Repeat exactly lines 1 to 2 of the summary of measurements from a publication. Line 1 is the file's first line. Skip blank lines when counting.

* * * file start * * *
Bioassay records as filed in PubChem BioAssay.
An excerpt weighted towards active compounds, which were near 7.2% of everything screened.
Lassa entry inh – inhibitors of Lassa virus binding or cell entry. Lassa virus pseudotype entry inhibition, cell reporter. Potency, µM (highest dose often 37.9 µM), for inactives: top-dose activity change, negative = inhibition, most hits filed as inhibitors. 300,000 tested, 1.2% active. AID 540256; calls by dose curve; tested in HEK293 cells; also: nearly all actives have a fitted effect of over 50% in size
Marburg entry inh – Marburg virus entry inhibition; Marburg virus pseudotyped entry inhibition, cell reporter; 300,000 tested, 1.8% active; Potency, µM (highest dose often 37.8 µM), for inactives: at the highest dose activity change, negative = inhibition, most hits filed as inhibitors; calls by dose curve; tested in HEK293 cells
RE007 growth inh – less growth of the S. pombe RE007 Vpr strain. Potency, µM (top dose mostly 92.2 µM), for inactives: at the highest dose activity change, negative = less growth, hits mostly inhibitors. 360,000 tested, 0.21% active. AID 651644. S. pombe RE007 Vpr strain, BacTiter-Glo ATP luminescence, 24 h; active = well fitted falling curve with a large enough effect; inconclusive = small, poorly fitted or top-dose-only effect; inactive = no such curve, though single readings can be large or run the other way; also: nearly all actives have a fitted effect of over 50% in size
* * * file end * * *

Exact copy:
Bioassay records as filed in PubChem BioAssay.
An excerpt weighted towards active compounds, which were near 7.2% of everything screened.